Wojciech Weiss was born in 1875 in Leorda, Romania, but in 1888 he moved to Lvov to study at grammar school. At the beginning of the 1890s, he and his family moved to Płaszów, a district of Krakow, where, in addition to continuing his classical studies, he began attending the evening drawing school at the Academy of Fine Arts in Krakow.
From 1892, he enrolled in the regular courses, obtaining his diploma six years later, accompanied by a gold medal at the last academic competition and a scholarship that enabled him to complete his education through various stays throughout Europe. From his earliest youthful expressions, Wojciech Weiss specialised in history painting, through which he focused on narrating the events of the Polish people.
From history painting to Symbolism
Looking above all to the works of Jan Matejko, he became the interpreter of scenes rich in detail and characters, constructed through loose brushwork and a varied palette. Among his earliest known works are the historical scenes Bolesław Chrobry entering Kiev from 1891 and Evocation of the Spirit of Barbara Radziwiłłówna from 1894.
After his studies, he visited Germany, Austria and Hungary, before coming to Paris, where he began to develop a certain sensitivity towards portraiture, which became one of his characteristic features. Having abandoned history painting, he concentrated on intimate and melancholic production, veiled in a symbolism that was influenced by the German and Viennese Secession.
Paintings such as The Melancholic and The Consumptive, exhibited at the Exhibition of the Society of Polish Artists, marked the beginning of this new direction, which then led to his most famous works of the early 20th century, Radiant Sunset, Phantom in the Willow and Portrait of Parents, which won a gold medal at the 1900 Paris World Fair.
The relationship with Italy
The following year, Wojciech Weiss travelled to Italy, staying in Florence, Venice and Rome, where he came into contact with the Polish artist community. During these years, in works such as In a Florentine Pergola and From the Palatine Hippodrome, the painter moved more and more towards an expressionism that looked to the compositions of Munch, in the use of a wavy, richly coloured brushstroke.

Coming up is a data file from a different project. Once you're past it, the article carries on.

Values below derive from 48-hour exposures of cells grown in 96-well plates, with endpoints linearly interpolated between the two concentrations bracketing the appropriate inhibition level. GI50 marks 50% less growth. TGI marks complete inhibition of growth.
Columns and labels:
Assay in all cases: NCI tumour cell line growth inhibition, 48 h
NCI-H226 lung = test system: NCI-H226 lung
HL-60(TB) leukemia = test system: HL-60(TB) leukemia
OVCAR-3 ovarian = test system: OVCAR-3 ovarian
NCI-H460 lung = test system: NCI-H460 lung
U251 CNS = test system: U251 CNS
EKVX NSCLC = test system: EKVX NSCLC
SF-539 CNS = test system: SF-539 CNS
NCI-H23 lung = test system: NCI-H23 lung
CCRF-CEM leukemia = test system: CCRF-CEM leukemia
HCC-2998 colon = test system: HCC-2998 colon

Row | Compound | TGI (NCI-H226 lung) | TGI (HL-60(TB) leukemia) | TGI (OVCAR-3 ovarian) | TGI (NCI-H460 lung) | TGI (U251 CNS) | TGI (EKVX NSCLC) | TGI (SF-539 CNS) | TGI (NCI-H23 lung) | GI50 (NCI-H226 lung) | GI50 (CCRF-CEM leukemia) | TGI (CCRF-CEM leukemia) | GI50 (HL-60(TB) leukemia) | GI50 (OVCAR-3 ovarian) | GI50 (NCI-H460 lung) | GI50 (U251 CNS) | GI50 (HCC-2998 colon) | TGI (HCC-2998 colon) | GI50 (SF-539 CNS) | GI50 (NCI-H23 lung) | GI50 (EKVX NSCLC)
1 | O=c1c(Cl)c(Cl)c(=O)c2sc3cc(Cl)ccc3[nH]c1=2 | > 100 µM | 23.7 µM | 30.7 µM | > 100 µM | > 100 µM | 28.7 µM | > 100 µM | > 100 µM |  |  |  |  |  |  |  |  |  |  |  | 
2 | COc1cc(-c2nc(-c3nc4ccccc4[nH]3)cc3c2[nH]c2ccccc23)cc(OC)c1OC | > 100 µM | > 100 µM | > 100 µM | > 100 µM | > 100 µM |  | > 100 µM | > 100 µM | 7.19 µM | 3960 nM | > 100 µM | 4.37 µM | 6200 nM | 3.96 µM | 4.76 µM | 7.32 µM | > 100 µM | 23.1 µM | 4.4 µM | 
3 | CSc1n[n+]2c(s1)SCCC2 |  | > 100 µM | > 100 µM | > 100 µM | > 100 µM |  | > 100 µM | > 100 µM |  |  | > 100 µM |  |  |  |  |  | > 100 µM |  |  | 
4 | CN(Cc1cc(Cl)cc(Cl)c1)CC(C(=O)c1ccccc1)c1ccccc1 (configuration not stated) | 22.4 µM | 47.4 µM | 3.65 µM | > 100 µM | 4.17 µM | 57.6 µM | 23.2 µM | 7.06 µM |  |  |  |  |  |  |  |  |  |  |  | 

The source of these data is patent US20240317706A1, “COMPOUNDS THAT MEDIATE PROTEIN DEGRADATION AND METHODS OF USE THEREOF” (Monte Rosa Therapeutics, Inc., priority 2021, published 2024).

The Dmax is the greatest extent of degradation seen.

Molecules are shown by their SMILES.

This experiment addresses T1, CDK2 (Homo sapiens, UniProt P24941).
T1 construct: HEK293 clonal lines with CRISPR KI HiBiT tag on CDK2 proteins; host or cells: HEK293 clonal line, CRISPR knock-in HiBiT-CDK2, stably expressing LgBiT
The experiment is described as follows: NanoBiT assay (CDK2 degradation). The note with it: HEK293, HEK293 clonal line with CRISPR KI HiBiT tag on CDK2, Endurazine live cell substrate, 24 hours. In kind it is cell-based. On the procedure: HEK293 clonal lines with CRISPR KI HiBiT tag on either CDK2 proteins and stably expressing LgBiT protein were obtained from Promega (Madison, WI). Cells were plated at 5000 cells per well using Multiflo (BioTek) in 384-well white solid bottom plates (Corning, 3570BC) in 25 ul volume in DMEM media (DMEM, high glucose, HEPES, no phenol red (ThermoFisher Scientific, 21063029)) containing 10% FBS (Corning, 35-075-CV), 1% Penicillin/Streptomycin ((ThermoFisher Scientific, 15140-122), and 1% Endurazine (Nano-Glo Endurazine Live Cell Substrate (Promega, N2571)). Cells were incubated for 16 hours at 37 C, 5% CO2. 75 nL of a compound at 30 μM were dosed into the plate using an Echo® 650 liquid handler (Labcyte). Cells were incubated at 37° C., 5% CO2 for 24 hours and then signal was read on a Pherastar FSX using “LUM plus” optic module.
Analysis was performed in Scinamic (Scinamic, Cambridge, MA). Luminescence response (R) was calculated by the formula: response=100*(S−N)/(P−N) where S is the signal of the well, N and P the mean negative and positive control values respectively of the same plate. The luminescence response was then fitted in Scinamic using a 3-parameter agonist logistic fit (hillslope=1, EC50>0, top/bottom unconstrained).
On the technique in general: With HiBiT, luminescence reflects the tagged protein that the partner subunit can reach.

Even in his choice of themes, the Symbolist and Secessionist direction became increasingly evident, as can be seen in his production throughout the first decade of the 20th century. These include the works Demon, Citizen’s Funeral and some highly introspective and disturbing male nudes. Particularly linked to the Vienna Secession, he was also president of the Society of Polish Artists and was appointed professor of painting at the Academy of Fine Arts in Krakow in 1910.
In the same year, he participated in his first Venice Biennale with My Wife, Church of Santa Maria and Spring. He returned regularly to the lagoon exhibition until 1932, presenting some of his most significant paintings, including Morning Sunshine, My Sisters, The Spanish Shawl, Idyll, Helen, Red Background, Nude and The Muses.
Before the outbreak of war, he made another stay in Rome in 1913 before taking refuge in Vienna, where he began to devote himself to landscape painting, influenced above all by Cézanne’s post-Impressionism.
Between personal landscapes, intimate portraits, Symbolist scenes and mythological narratives, Wojciech Weiss won numerous awards in Poland in the inter-war period. He became the first vice-president of the Academy of Fine Arts in Cracow and was particularly involved in regularising the admission of women into the institution. After an important solo exhibition in Cracow in 1934, his exhibition activity began to become sparser and more reserved. She died in Krakow in 1950.